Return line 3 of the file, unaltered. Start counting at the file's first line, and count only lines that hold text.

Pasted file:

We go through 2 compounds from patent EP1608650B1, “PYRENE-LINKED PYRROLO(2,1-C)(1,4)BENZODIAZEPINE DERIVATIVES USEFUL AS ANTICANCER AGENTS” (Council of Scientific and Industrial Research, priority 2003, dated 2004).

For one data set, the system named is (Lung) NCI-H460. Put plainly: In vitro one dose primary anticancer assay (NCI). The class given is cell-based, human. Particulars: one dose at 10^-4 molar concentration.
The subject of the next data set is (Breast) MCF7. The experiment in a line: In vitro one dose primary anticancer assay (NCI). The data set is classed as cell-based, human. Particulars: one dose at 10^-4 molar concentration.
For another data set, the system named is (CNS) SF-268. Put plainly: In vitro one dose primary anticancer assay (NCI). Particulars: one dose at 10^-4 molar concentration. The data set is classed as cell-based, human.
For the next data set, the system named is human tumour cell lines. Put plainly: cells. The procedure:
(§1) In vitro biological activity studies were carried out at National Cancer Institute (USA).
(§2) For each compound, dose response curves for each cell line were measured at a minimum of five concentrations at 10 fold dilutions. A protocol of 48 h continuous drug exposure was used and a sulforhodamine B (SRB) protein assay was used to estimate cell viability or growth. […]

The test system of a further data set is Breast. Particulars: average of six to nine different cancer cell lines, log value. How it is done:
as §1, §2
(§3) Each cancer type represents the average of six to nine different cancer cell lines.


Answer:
The subject of the next data set is (Breast) MCF7. The experiment in a line: In vitro one dose primary anticancer assay (NCI). The data set is classed as cell-based, human. Particulars: one dose at 10^-4 molar concentration.